Adam Vink, Students for Sensible Drug Policy, UQ
In response to the torrent of articles regarding the anti-drug efforts at Splendour and the blanket police presence utilised, I’d have to say the taxpayers’ dollar is being poorly used. The whole event is a perfect example of just how the war on drugs is a futile effort and until drug prohibition is re-evaluated, and misguided youth, like me, are educated in safe, sensible drug use the money is just going to burn quicker.
Let’s do some statistics. 730 people and 30 cars were searched, with 421 of those people found to be in possession of drugs that are currently illegal.
That means at least 50 per cent of people searched were carrying drugs. Roughly 20,000 people attended the festival. If we only assume 25 per cent of people were in possession of illegal drugs that leaves more than 4,500 people at the festival in possession of unregulated, possibly dangerous substances.
Wouldn’t it be better if those people got their stuff from a reliable source, like a legal pharmaceuticals company? And wouldn’t it make sense to teach them how to use the drugs safely, like we do with the standard drinks system, instead of letting them guess and hope?
In an NBN News article (‘Hundreds Caught with Illegal Drugs at Splendour in the Grass’, July 30) Tweed/Byron Local Area Commander, Superintendent Stuart Wilkins reportedly said, ‘We were kept busy over the four days but once again drug- and alcohol-related incidents dominated our time… this culture of drug-taking at music events needs to stop!’
Now, I’ve read plenty about the alcohol-related violence and brawling but nothing about the violence fuelled by illegal drugs, and especially not by people getting stoned.
I say, give the police a break. They don’t need to be wasting their time busting people just because they’re carrying illicit substances. Why not teach them how to use the drugs sensibly, just like we do with alcohol and eliminate the cause, instead of constantly fighting the problem?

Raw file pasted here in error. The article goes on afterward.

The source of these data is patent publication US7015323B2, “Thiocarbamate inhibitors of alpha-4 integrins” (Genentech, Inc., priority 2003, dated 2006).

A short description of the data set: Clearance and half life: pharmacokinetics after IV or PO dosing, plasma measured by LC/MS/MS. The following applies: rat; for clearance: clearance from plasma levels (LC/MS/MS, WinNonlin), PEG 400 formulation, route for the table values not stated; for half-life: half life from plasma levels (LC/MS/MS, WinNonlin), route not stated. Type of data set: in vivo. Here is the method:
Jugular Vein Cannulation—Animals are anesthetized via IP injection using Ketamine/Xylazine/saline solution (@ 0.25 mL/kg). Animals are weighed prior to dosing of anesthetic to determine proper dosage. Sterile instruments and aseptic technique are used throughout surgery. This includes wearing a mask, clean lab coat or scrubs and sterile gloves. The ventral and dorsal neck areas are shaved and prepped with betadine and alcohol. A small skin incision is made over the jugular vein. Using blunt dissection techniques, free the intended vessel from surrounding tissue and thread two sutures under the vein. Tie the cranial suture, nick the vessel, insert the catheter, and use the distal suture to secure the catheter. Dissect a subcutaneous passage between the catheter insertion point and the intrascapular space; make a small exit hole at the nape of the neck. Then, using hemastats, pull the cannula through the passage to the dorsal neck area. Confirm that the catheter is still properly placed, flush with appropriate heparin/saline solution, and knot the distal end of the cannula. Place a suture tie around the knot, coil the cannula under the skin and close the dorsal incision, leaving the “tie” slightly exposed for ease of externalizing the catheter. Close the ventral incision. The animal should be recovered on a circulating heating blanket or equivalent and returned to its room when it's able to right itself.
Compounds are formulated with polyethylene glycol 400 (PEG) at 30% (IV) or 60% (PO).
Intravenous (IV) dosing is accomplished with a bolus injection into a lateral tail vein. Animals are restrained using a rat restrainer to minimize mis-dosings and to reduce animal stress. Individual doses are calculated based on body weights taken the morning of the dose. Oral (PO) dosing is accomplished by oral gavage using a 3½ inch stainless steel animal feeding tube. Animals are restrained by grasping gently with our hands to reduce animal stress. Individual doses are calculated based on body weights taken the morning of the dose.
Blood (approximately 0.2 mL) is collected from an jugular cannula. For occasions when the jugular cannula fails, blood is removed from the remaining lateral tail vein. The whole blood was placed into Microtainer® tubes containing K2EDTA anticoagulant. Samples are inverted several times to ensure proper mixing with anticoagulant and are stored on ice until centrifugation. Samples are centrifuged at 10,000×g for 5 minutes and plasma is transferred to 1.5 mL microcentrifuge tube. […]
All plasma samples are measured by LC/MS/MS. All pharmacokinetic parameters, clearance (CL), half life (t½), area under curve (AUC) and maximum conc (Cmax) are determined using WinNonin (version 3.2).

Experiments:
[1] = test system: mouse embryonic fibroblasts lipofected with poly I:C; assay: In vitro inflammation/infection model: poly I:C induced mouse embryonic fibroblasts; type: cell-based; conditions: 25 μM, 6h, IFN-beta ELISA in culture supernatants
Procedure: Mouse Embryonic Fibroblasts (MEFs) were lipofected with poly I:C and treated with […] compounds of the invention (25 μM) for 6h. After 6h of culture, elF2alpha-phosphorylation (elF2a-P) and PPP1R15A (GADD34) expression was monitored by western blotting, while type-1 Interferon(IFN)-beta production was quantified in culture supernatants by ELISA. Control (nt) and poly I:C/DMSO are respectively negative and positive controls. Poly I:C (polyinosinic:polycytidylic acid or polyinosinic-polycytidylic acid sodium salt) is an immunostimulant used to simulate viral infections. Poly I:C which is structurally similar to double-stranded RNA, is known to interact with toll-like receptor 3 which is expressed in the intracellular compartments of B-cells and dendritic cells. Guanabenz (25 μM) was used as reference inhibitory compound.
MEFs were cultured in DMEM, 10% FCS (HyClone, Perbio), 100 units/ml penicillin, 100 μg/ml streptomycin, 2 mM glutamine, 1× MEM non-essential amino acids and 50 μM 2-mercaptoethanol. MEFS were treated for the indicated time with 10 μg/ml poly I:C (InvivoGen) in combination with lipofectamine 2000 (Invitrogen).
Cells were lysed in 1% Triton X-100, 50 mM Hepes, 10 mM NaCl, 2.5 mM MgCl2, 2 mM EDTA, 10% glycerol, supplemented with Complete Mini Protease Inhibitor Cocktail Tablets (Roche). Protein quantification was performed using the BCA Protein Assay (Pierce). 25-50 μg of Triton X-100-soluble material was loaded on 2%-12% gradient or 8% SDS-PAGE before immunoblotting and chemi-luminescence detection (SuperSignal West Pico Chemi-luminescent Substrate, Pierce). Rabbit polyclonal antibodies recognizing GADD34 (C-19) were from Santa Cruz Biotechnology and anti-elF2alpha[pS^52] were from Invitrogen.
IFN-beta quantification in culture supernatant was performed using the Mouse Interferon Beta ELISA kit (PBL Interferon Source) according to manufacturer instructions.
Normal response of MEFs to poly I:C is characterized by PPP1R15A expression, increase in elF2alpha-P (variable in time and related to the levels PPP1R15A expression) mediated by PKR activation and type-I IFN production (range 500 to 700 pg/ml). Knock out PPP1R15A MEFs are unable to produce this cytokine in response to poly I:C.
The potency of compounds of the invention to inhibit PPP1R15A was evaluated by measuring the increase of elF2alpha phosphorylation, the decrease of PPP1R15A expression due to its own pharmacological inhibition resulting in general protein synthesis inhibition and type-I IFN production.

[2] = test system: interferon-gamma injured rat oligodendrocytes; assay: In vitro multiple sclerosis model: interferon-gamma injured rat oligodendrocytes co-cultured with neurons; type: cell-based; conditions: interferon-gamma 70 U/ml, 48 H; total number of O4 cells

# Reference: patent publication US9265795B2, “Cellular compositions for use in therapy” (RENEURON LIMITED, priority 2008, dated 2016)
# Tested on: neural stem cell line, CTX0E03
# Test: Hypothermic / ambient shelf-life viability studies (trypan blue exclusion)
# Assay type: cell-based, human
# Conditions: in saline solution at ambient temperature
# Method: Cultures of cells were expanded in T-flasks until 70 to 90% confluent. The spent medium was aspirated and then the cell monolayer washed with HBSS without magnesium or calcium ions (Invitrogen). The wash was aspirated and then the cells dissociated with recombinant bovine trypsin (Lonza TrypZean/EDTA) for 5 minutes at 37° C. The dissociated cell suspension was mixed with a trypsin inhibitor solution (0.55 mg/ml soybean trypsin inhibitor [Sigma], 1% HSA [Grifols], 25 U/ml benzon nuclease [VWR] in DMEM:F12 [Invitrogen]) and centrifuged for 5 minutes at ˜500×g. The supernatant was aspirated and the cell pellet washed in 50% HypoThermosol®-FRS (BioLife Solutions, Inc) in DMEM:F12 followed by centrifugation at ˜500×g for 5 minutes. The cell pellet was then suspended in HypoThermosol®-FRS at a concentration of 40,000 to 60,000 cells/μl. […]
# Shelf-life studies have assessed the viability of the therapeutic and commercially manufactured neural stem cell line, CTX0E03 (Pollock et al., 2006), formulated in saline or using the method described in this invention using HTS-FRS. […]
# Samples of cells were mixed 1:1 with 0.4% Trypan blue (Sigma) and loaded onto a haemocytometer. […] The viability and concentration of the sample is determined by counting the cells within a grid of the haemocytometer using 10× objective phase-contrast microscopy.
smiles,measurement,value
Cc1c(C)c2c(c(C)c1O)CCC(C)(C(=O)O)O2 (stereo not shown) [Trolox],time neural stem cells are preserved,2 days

Furthermore, Stuart Wilkins is asking for a miracle. The drug culture isn’t going anywhere and, again, Splendour in the Grass is a perfect example of that.
Let’s say the police did manage to completely eliminate the guilty 50 per cent of attendees and the whole event was drug free. Will those people go next year? I doubt it. More likely, they’ll all find a new festival where the police force is less overwhelming, continue to enjoy music while passing the doobie and Splendour in the Grass will become just another binge-drinking exercise instead of the fun and friendly hippy festival we all know and love.
I sincerely believe in the goodness and wisdom of us, the human race. I really do. But examples of large-scale drug war like this still have the ability to make me second-guess myself. I believe the key is education. Teach the people to self-moderate, be safe and be responsible when under the influence, because no matter how hard the police try, people will take drugs.